The Science of Life
by Mommy MD Guides blogger Julie Davidson
Are you a baker? I’m not. But I do know that you have to get the timing right. Cakes, cookies, muffins—there’s a science to it. And there’s a whole lotta’ science to pregnancy too. Like the fact that the baby ideally should stay inside the mom until 39 weeks. So it’s totally normal to get nervous from day one about miscarrying.
I kept thinking things like, If I can make it a few more days, that’ll be a week. A few more weeks, and that’ll be a month. And after a few months, I should be good. And then you start doing things that you’re sure will keep the baby in there. I stopped putting chemicals in my hair. And hit the treadmill—until I broke it. I even ate broccoli, which is quite possibly the most unattractive and foul-tasting vegetable there is. No cigarettes, soda, or alcohol. And I still had a miscarriage.
Maybe you saw the movie The Odd Life of Timothy Green. The couple in the movie is unable to conceive. Just before they succumb to the fact that they will not physically bear children, they write down all the characteristics their dream child would have. Then they bury that list in their garden. That should have been the end of it, but well, it’s a movie, and you have to get your 10 buck’s worth, so there’s more. Like a kid who shows up covered in mud and sprouting small leaves on him. Some people grow turnips—they grew a kid.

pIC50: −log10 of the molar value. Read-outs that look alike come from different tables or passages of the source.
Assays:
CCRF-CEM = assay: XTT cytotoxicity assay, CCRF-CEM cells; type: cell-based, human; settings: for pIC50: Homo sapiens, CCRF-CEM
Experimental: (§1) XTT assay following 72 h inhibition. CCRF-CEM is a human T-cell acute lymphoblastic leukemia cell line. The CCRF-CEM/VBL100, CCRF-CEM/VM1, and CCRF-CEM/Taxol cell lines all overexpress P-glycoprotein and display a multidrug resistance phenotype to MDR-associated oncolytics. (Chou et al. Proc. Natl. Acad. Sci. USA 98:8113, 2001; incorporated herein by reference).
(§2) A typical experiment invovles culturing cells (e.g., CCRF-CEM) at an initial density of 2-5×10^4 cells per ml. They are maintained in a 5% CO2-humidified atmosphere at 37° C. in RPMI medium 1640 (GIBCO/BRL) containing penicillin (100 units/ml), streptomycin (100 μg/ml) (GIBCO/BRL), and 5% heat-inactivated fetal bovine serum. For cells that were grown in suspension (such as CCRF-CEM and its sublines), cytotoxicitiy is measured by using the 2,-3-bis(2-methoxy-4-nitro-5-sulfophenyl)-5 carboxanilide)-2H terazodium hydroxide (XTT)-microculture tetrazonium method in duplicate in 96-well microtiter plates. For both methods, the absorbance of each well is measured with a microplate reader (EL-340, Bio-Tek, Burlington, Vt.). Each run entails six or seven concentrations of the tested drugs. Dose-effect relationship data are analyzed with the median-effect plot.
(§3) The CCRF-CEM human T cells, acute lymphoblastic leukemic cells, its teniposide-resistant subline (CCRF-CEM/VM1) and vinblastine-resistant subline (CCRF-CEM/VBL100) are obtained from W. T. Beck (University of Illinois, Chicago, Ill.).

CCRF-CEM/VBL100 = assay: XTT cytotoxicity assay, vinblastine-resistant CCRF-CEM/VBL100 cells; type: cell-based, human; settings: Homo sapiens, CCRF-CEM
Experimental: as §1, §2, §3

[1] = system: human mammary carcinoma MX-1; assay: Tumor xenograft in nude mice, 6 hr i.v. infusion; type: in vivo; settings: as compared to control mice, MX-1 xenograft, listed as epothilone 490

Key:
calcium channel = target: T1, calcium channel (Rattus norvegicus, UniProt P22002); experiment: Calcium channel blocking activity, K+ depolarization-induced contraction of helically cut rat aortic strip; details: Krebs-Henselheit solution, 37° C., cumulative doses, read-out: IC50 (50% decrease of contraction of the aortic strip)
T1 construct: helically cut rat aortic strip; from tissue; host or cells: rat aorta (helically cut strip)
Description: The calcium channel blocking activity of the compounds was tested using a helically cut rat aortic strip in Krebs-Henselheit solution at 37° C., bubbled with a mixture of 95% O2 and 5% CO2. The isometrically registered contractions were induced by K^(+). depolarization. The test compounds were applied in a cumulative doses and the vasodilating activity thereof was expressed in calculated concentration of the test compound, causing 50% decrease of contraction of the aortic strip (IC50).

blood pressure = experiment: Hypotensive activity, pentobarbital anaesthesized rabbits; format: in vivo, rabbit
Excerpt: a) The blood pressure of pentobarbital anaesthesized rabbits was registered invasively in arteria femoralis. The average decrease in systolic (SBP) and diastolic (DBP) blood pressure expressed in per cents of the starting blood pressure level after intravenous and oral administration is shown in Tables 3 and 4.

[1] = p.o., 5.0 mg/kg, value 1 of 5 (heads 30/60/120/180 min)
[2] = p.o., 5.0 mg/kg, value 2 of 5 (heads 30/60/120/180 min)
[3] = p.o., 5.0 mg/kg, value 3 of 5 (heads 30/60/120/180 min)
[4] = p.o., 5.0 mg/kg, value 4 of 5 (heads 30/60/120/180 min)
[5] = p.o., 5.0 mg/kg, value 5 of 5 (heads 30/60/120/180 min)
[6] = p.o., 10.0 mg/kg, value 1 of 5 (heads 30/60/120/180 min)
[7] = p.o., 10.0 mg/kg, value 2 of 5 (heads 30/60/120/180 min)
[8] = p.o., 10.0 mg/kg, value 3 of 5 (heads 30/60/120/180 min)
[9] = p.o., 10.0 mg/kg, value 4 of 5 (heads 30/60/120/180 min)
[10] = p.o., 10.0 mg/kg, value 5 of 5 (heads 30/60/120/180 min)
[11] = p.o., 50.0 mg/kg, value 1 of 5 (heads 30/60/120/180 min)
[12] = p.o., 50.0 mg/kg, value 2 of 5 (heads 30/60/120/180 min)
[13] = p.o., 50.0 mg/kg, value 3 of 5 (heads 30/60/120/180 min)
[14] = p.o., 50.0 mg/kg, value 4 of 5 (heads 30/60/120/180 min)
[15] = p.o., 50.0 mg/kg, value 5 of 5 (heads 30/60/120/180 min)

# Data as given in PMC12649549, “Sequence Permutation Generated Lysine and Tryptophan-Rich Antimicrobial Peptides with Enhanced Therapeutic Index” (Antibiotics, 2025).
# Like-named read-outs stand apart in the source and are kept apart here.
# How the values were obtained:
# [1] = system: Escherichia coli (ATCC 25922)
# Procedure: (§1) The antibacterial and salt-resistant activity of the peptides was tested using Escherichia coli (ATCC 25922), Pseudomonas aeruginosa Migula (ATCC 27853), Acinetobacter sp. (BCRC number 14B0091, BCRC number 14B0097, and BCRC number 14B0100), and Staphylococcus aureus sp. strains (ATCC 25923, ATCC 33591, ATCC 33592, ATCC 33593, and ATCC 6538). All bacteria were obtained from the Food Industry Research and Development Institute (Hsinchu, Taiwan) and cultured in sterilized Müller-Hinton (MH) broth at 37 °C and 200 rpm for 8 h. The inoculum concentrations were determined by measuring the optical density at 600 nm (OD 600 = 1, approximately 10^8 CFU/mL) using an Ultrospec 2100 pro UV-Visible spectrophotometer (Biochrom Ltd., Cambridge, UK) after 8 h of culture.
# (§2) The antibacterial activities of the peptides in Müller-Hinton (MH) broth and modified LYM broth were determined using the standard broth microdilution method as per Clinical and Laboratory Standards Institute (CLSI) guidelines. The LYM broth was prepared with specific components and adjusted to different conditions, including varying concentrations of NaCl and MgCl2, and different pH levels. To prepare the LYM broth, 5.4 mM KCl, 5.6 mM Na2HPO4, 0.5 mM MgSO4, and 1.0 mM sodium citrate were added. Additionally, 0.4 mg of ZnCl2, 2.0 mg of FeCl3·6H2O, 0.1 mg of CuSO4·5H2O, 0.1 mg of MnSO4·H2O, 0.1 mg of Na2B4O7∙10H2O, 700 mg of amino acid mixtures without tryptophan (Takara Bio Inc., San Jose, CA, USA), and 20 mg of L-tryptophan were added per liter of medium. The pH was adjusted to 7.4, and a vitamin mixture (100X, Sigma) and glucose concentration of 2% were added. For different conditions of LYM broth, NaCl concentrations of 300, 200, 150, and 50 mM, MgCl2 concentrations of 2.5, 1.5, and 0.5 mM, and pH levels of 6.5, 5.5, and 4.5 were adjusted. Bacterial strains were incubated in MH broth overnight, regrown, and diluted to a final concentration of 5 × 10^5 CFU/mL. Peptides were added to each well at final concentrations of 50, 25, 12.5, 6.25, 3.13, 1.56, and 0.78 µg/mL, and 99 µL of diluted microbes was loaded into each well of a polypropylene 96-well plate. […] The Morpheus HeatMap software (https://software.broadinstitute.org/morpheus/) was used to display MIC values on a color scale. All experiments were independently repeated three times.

So the couple gets attached to the kid. And—spoiler alert—slowly his leaves turn brown and he disappears. The couple is devastated. If you see the film, you can see a parallel between that and a lot of the more difficult times you’ll endure in life. Including a miscarriage. And it’s not my intention to tell you that such an event is no big deal. I curled up in bed, couldn’t look at anyone who was pregnant, and kicked back a few cocktails. Wallowing in self-pity became a full-time job.
At some point, I started to come out of my funk. I realized I hadn’t done anything to cause the miscarriage. As in the movie, you see that some of life’s most traumatic situations are a function of science and not a failure of ours. Burning the cookies? That one’s on us.